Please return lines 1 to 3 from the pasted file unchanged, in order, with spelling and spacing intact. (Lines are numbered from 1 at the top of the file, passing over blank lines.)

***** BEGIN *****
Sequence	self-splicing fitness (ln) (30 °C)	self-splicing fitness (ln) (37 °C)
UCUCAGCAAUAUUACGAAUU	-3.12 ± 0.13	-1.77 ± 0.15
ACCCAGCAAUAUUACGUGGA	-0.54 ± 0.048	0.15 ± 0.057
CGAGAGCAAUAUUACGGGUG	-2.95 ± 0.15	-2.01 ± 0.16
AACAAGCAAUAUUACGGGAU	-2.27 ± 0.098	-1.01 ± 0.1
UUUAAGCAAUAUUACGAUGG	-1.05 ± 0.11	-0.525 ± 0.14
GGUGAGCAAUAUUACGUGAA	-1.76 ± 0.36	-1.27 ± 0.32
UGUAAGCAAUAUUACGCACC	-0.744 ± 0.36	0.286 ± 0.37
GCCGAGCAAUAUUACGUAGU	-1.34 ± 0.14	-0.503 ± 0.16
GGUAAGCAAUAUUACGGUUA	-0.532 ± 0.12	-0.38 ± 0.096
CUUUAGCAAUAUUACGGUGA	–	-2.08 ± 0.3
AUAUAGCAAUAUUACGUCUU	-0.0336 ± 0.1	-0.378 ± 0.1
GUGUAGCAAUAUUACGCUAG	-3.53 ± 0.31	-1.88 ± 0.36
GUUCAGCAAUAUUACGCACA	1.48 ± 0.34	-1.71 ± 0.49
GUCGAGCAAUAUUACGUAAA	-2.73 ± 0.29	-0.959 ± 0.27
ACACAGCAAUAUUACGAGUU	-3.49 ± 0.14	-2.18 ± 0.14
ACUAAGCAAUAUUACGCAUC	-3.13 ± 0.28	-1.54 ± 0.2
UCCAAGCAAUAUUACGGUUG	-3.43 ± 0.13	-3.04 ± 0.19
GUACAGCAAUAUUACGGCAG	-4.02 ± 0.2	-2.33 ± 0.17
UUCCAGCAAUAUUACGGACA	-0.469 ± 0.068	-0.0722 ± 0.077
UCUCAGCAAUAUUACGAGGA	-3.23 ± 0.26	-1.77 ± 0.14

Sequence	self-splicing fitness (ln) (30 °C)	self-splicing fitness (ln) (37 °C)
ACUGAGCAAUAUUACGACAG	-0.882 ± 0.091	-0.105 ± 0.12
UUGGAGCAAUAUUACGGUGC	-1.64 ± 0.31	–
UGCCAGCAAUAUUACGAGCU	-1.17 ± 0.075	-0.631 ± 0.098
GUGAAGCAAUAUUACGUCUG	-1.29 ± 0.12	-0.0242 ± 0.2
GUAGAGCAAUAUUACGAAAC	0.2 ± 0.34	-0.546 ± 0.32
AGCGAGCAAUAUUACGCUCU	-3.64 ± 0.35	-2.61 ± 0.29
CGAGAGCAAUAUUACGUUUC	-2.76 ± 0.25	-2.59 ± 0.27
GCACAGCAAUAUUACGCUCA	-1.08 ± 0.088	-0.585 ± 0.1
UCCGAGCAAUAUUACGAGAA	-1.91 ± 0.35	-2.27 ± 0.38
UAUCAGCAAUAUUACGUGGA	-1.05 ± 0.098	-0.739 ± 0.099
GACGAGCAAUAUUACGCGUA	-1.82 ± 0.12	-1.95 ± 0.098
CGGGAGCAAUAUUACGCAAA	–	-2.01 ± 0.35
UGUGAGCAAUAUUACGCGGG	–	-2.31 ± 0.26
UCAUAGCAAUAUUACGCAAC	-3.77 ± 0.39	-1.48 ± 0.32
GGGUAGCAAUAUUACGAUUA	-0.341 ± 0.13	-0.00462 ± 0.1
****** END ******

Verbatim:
Sequence	self-splicing fitness (ln) (30 °C)	self-splicing fitness (ln) (37 °C)
UCUCAGCAAUAUUACGAAUU	-3.12 ± 0.13	-1.77 ± 0.15
ACCCAGCAAUAUUACGUGGA	-0.54 ± 0.048	0.15 ± 0.057